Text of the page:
Cloud-based security platform: How to protect the connected car from hacker attacks

September 06, 2012 // By David Miller, Covisint
Connecting a vehicle to the internet offers OEMs, car owners and third-parties numerous new possibilities. At the same time, the necessary interfaces are gateways for unauthorized access. Common security features for machine-to-machine communication (Bluetooth, for instance) are not sufficient. Protecting electronic controls of the vehicle and its on-board modules as well as private data by means of a point-to-point security integration is complex and error-prone. Only a centralized network platform provided via the cloud can effectively protect the connected vehicle from attacks.

The demand for digital services in vehicles is continually rising. Gartner Research expects that as early as 2016, the availability of intelligent, network-based services for telematics and infotainment will play a decisive role in the purchasing process. Just like for all internet-based applications, security is key. In the case of a vehicle, this includes protection from manipulating and overcoming digitally controlled theft protection systems, but also the guarantee that access credentials used for internet-based services cannot be stolen by hackers. At the same time, the required security measures must be designed in a way that they don't distract or annoy vehicle owners. In this context, it does not matter whether the access is realized via mobile device or embedded systems (antenna-based).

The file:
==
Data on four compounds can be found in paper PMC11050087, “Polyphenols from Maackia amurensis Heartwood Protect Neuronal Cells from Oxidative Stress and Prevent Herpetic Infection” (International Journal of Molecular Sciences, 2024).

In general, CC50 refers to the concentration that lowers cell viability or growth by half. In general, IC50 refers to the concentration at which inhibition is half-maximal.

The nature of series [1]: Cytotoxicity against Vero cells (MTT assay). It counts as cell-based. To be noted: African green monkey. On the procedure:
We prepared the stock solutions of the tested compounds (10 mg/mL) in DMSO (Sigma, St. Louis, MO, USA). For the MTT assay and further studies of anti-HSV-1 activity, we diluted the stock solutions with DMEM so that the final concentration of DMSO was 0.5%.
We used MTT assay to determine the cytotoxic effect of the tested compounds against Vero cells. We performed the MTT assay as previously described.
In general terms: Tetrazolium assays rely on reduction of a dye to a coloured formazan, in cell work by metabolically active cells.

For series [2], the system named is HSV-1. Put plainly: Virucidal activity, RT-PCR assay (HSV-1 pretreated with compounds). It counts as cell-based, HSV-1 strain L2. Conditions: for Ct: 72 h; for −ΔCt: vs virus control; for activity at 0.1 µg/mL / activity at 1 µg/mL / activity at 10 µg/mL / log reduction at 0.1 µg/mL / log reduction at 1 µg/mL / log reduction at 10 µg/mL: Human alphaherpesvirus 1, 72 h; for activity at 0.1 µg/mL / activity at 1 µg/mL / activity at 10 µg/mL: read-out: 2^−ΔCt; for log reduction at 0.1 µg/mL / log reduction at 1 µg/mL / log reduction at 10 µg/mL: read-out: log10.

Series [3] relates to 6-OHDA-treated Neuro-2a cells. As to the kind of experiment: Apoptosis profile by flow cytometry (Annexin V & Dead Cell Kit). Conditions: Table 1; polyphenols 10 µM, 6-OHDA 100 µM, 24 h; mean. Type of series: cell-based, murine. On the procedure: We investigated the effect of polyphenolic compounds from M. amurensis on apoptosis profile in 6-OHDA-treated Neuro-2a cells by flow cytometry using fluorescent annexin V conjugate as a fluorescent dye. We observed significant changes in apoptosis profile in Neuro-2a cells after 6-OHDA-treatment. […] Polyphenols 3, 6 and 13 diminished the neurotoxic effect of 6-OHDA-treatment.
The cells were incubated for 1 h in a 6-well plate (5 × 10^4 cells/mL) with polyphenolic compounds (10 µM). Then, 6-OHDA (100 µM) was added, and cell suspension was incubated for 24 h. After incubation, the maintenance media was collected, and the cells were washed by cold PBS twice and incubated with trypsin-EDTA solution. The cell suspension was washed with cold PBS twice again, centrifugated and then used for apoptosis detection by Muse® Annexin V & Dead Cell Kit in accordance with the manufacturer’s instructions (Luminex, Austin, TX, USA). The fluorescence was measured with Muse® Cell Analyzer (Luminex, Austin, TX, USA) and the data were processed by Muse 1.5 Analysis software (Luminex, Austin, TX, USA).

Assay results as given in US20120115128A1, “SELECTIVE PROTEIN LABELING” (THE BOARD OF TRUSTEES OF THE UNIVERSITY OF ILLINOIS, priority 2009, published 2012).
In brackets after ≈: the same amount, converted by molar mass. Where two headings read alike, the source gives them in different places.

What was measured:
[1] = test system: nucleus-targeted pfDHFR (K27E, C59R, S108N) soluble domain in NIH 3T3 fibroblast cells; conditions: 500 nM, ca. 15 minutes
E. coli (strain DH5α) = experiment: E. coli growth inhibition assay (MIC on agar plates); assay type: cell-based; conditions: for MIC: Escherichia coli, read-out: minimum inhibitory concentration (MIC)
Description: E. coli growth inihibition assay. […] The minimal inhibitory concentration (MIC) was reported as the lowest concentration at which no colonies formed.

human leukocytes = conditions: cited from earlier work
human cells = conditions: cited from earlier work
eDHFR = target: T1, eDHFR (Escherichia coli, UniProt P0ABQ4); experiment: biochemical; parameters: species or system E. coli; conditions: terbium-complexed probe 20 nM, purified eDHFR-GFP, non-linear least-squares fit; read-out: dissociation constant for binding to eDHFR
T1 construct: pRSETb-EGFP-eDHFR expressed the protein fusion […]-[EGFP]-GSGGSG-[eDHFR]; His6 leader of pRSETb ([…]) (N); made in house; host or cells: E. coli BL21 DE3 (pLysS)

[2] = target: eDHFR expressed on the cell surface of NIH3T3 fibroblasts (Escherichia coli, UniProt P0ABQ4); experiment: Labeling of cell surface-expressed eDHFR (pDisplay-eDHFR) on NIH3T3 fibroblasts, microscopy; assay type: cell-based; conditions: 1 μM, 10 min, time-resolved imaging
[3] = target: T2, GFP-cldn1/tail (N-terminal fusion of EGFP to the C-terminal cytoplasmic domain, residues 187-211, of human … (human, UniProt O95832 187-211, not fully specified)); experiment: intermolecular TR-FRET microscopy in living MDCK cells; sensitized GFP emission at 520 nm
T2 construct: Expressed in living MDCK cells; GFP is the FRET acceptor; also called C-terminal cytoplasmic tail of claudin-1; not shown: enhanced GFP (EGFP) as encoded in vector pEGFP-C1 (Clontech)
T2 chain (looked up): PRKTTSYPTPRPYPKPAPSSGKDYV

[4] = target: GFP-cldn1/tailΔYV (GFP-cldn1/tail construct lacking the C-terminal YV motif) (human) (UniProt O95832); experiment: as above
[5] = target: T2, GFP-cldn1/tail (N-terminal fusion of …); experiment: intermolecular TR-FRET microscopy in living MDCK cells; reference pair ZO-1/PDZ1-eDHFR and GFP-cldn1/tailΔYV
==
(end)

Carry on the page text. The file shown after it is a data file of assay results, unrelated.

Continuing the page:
The basis for integrating and protecting digital services is a secure ICT network platform which includes robust frameworks for connectivity, identity management and security. These security tools prevent unauthorized access to the vehicle’s IT and guarantee secure communication between OEMs, customers and service providers. In addition, they allow for secure, automated and user-friendly provisioning and de-provisioning of unique digital identities, which is especially important with regard to later changes in vehicle ownership. What’s more, an ideal network platform also enables easy and fast software updates for in-vehicle IT systems as well as secure access to cloud services. (Graphic 1)

Fig. 1.

Closing loopholes

The in-vehicle network of today’s cars only offers limited protection from unauthorized access. This is due to the heterogeneity of the applied systems and the great number of suppliers. For example, the on-board diagnosis interface is a gateway for unauthorized access to the digital controls of the vehicle electronics. Connecting the vehicle to the internet makes it easy for hackers to exploit these given vulnerabilities, no matter if the connection is realized via in-built devices or via wireless interfaces to mobile devices. Thus far, researchers have demonstrated multiple times how easy it can be for internet

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